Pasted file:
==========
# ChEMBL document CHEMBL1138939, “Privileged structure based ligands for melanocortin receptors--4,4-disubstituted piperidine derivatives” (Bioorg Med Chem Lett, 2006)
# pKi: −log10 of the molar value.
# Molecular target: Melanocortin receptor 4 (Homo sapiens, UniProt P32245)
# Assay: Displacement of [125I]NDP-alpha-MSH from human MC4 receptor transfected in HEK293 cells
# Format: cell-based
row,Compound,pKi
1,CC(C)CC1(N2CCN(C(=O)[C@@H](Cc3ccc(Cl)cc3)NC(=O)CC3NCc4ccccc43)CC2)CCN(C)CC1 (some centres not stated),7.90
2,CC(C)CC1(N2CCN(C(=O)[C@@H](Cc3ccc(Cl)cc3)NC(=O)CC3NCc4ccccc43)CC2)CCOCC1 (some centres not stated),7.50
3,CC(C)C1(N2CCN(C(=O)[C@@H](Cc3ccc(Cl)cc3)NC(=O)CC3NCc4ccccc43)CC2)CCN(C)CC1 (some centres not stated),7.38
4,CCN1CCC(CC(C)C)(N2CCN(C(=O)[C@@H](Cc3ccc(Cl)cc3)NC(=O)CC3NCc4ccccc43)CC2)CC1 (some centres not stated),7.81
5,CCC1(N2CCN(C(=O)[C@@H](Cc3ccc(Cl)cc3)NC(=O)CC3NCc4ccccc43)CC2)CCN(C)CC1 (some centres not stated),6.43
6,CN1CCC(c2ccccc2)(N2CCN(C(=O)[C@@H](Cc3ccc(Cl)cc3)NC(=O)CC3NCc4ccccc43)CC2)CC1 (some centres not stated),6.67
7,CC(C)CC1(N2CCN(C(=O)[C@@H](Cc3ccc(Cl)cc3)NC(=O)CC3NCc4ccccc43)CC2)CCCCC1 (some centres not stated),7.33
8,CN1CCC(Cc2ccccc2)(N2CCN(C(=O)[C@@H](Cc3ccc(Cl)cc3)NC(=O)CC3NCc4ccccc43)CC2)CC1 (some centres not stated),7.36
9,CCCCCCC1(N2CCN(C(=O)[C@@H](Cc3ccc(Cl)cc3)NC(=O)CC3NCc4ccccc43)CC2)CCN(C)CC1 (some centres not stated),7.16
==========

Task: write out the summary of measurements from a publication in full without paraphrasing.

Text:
# ChEMBL document CHEMBL1138939, “Privileged structure based ligands for melanocortin receptors--4,4-disubstituted piperidine derivatives” (Bioorg Med Chem Lett, 2006)
# pKi: −log10 of the molar value.
# Molecular target: Melanocortin receptor 4 (Homo sapiens, UniProt P32245)
# Assay: Displacement of [125I]NDP-alpha-MSH from human MC4 receptor transfected in HEK293 cells
# Format: cell-based
row,Compound,pKi
1,CC(C)CC1(N2CCN(C(=O)[C@@H](Cc3ccc(Cl)cc3)NC(=O)CC3NCc4ccccc43)CC2)CCN(C)CC1 (some centres not stated),7.90
2,CC(C)CC1(N2CCN(C(=O)[C@@H](Cc3ccc(Cl)cc3)NC(=O)CC3NCc4ccccc43)CC2)CCOCC1 (some centres not stated),7.50
3,CC(C)C1(N2CCN(C(=O)[C@@H](Cc3ccc(Cl)cc3)NC(=O)CC3NCc4ccccc43)CC2)CCN(C)CC1 (some centres not stated),7.38
4,CCN1CCC(CC(C)C)(N2CCN(C(=O)[C@@H](Cc3ccc(Cl)cc3)NC(=O)CC3NCc4ccccc43)CC2)CC1 (some centres not stated),7.81
5,CCC1(N2CCN(C(=O)[C@@H](Cc3ccc(Cl)cc3)NC(=O)CC3NCc4ccccc43)CC2)CCN(C)CC1 (some centres not stated),6.43
6,CN1CCC(c2ccccc2)(N2CCN(C(=O)[C@@H](Cc3ccc(Cl)cc3)NC(=O)CC3NCc4ccccc43)CC2)CC1 (some centres not stated),6.67
7,CC(C)CC1(N2CCN(C(=O)[C@@H](Cc3ccc(Cl)cc3)NC(=O)CC3NCc4ccccc43)CC2)CCCCC1 (some centres not stated),7.33
8,CN1CCC(Cc2ccccc2)(N2CCN(C(=O)[C@@H](Cc3ccc(Cl)cc3)NC(=O)CC3NCc4ccccc43)CC2)CC1 (some centres not stated),7.36
9,CCCCCCC1(N2CCN(C(=O)[C@@H](Cc3ccc(Cl)cc3)NC(=O)CC3NCc4ccccc43)CC2)CCN(C)CC1 (some centres not stated),7.16